Anxiety and cognitive performance: attentional control theory
Eysenck, M.W. and Derakhshan, Nazanin and Santos, R. and Calvo, M.G. (2007) Anxiety and cognitive performance: attentional control theory. Emotion 7 (2), 336 - 353. ISSN 1528-3542.
Attentional control theory is an approach to anxiety and cognition representing a major development of Eysenck and Calvo's (1992) processing efficiency theory. It is assumed that anxiety impairs efficient functioning of the goal-directed attentional system and increases the extent to which processing is influenced by the stimulus-driven attentional system. In addition to decreasing attentional control, anxiety increases attention to threat-related stimuli. Adverse effects of anxiety on processing efficiency depend on two central executive functions involving attentional control: inhibition and shifting. However, anxiety may not impair performance effectiveness (quality of performance) when it leads to the use of compensatory strategies (e.g., enhanced effort; increased use of processing resources). Directions for future research are discussed.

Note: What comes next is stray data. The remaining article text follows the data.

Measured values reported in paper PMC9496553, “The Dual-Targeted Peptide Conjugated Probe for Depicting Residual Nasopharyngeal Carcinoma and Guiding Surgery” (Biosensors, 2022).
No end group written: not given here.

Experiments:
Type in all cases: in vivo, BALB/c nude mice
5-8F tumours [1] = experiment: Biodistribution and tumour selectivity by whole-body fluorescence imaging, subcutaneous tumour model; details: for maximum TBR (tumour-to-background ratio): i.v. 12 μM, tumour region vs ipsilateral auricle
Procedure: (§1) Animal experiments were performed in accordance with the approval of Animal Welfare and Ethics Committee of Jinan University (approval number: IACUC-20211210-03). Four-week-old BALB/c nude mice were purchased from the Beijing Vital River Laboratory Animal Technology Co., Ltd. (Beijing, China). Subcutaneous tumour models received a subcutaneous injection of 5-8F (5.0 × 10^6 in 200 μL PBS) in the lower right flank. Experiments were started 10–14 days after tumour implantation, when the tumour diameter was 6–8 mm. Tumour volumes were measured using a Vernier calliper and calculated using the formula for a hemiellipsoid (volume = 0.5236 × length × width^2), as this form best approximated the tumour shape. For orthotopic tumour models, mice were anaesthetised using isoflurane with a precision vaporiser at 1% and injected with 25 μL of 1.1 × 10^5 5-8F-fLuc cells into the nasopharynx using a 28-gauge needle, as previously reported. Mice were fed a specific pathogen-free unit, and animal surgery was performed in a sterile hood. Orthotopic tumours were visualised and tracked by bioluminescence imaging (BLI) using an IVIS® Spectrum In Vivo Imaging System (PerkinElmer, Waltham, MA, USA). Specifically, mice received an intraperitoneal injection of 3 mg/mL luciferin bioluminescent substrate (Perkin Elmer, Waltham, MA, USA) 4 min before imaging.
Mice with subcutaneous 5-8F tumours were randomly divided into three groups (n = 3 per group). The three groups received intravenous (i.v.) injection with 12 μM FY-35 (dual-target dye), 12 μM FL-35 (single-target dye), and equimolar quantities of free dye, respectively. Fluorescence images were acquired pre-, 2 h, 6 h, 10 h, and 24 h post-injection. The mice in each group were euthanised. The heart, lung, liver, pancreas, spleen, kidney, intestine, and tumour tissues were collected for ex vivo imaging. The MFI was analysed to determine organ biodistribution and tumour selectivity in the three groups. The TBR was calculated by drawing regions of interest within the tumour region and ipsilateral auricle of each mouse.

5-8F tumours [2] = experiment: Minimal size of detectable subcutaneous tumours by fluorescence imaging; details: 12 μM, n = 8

|Keyword(s) / Subject(s):||Anxiety, attention, inhibition, shifting|
|School:||Birkbeck Schools and Departments > School of Science > Psychological Sciences|
|Date Deposited:||09 Aug 2011 13:44|
|Last Modified:||11 Oct 2016 12:01|
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